Grandparents in California can file for visitation rights if the child's parents are married but separated, one parent's whereabouts cannot be confirmed for over a month, or the child does not live with either parent. They may also file if the child has been adopted by a step-parent, reports About.com.Continue Reading
Grandparents are permitted to file for visitation if one parent is deceased or the parents are not married. Those filing under the latter conditions have less likelihood to win, according to About.com. Visitation cases are buoyed by a demonstrable long-term involvement on the part of the grandparents in the child's life. Court proceedings are weighed based on a balance of the best interests of the child and the right of parents to make decisions regarding their offspring. Any change in the status of the parent can potentially reverse visitation rights, as stated by the California Judicial Branch.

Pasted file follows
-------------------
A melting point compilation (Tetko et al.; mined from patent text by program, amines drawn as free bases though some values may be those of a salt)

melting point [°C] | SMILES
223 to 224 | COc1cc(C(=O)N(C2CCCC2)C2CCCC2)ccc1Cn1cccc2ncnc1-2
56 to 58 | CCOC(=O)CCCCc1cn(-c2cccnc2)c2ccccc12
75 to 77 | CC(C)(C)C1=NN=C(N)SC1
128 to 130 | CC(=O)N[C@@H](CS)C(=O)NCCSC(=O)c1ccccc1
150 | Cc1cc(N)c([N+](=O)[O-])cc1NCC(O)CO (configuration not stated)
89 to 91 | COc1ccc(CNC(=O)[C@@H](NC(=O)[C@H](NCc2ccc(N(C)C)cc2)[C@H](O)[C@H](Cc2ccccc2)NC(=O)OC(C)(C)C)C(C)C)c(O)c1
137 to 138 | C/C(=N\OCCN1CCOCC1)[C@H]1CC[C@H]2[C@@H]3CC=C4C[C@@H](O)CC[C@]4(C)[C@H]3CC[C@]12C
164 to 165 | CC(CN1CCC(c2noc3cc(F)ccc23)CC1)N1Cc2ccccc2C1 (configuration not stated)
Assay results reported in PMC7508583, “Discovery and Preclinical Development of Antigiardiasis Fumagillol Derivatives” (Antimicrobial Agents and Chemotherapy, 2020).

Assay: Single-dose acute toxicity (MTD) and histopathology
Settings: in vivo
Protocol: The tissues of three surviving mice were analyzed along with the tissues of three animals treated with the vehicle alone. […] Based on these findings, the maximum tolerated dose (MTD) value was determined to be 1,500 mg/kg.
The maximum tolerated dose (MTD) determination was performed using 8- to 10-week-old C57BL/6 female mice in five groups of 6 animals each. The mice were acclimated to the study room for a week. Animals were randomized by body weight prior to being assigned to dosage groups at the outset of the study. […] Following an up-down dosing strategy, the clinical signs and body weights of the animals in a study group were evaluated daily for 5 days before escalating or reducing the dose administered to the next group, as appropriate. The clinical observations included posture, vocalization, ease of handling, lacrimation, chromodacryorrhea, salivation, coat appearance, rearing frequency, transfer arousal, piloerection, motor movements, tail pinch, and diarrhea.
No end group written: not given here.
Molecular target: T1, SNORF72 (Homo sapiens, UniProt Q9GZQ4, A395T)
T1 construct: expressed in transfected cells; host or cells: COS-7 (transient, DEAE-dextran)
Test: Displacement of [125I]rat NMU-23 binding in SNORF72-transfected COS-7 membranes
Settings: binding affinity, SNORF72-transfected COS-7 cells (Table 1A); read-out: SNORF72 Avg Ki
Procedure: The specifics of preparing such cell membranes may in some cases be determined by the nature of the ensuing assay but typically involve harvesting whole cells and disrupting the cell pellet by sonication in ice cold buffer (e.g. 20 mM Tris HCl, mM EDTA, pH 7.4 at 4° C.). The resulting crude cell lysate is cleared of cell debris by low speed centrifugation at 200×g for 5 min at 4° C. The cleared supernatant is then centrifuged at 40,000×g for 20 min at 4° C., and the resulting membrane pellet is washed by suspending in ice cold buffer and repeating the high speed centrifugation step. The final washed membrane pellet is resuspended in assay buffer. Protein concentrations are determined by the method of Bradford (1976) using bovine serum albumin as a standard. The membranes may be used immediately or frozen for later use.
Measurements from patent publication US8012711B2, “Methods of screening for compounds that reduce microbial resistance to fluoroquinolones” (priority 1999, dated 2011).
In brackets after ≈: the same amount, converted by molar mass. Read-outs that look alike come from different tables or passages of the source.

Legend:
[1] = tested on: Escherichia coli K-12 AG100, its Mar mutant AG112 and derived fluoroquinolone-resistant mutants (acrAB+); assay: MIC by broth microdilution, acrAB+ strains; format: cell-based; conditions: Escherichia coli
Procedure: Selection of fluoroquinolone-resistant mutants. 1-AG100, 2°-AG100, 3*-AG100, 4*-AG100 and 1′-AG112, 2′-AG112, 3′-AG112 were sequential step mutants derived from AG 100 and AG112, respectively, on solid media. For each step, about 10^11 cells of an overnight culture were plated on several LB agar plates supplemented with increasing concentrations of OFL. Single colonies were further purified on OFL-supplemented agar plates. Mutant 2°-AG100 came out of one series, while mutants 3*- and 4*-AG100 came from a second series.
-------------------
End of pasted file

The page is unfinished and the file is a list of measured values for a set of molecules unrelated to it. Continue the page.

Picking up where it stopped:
Another potential opportunity for grandparents to obtain visitation rights is with the endorsement of the visitation petition by one of the parents, according to California Judicial Branch. The Judicial Branch of California recommends settling issues of visitation outside of a court of law when possible and provides interested parties with lists of recommended mediators.Learn more about Child Support & Custody